Although in the coming months I may not be as available as I was, I will pray for you…..please pray for me.
Words cannot express my gratitude for the outpouring of prayers and support you have offered me in this last week. The cards, emails, and phone calls have overwhelmed me and have given me great strength as I begin my treatment.
My first chemotherapy session will be today, August 6, and will be performed at an outpatient clinic. The treatments will continue once every three weeks for six months. As the therapy continues, my immune system will move to an extremely compromised state, and that is the hardest part of this treatment.
One of my greatest joys as a priest is to get dressed for mass early and walk around the church to greet all of you. I hear about the joys of your families and the things you’d like me to pray for. Your handshakes and embraces remind me that I am part of a family, and they give me great strength to celebrate the Eucharist with you. Unfortunately, this practice needs to be put on hold for a while. It would also not be wise of me to distribute communion, and so on the weekends I am up for having mass, I will have to keep my distance from you and Eucharistic Ministers will take over. I know you understand, yet I just wanted to give you fair warning.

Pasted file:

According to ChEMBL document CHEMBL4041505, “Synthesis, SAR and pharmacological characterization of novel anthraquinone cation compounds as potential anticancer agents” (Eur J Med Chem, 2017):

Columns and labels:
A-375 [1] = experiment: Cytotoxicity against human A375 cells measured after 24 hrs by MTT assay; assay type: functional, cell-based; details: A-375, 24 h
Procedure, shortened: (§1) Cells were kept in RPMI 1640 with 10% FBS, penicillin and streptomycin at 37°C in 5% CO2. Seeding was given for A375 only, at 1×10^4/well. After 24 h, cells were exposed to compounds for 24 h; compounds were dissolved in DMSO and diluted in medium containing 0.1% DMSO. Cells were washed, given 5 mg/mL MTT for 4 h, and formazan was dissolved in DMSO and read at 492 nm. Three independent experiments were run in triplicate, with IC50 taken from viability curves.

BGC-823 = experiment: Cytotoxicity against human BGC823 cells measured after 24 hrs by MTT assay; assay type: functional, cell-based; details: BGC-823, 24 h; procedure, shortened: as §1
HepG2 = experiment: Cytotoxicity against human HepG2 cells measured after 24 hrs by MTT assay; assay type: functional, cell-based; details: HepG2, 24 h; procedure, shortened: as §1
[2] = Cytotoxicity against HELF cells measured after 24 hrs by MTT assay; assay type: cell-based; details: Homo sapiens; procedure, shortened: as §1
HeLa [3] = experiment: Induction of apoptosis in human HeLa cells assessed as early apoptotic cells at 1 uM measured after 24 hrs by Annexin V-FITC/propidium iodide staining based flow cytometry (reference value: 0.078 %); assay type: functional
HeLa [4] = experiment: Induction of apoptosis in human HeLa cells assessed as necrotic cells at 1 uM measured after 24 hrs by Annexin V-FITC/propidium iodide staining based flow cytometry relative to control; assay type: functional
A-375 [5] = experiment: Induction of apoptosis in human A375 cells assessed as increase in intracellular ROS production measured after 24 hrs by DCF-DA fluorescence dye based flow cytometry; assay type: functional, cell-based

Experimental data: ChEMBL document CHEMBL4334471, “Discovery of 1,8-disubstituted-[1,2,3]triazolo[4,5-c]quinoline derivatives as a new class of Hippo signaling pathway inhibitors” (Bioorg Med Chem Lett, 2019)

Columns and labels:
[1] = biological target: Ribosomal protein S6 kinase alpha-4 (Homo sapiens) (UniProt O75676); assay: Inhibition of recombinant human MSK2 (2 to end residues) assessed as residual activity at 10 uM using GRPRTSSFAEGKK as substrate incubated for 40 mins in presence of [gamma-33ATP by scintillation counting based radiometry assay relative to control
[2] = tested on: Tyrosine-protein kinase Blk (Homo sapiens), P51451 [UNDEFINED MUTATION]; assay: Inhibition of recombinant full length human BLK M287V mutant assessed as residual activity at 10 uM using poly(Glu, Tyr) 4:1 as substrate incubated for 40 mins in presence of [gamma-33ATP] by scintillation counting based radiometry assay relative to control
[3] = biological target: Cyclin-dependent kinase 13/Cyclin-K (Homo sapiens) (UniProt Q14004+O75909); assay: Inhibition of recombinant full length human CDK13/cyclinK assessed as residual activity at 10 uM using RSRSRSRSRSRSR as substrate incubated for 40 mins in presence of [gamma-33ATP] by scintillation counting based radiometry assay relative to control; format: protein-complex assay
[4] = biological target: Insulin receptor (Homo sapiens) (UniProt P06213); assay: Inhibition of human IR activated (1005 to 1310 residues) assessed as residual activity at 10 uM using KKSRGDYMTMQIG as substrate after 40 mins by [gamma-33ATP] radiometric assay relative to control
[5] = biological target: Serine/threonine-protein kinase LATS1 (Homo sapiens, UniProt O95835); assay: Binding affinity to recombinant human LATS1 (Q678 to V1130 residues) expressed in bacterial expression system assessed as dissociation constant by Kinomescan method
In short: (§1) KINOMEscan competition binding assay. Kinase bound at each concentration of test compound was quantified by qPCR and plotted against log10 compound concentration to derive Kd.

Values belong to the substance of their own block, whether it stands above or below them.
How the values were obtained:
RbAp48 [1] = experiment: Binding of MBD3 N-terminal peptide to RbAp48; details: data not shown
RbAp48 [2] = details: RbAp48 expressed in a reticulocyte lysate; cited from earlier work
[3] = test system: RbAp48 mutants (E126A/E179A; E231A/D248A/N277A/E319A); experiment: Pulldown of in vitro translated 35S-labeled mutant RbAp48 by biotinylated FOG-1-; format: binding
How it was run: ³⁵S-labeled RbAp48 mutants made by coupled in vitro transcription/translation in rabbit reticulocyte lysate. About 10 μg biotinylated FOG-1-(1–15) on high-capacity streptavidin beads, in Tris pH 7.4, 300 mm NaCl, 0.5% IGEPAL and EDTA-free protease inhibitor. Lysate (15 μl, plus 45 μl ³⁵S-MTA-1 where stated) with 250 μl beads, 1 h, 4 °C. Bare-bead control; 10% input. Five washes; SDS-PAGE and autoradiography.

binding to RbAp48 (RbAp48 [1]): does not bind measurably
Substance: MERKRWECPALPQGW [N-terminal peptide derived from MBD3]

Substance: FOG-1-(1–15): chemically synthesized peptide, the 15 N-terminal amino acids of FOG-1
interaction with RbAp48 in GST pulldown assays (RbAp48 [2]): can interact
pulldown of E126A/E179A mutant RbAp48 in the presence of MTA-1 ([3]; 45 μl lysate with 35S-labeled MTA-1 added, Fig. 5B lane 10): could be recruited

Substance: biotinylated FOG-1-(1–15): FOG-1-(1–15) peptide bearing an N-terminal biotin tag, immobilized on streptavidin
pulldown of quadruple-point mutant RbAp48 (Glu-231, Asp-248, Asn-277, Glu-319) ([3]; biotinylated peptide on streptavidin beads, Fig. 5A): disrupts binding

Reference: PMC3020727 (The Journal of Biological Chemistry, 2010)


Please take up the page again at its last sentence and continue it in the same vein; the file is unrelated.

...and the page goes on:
I am going to try to keep going with daily mass schedule and take it one day at a time. Parishioners and staff members will lead communion services on those mornings when I am not feeling well. I am so grateful to the many people who have stepped forward with ideas to help me.
This is going to be a long road and I would be lying if I said I was not nervous about it. The doctors have given me an excellent prognosis for a cure yet it’s going to be a rough time getting there. So many of you have inspired me over the years on walking this same journey of battling cancer, and that will give me the courage to keep moving forward.
I will try to give you weekly updates on the website so as not to overwhelm the office with phone calls. Thanks for your understanding and for all your prayers.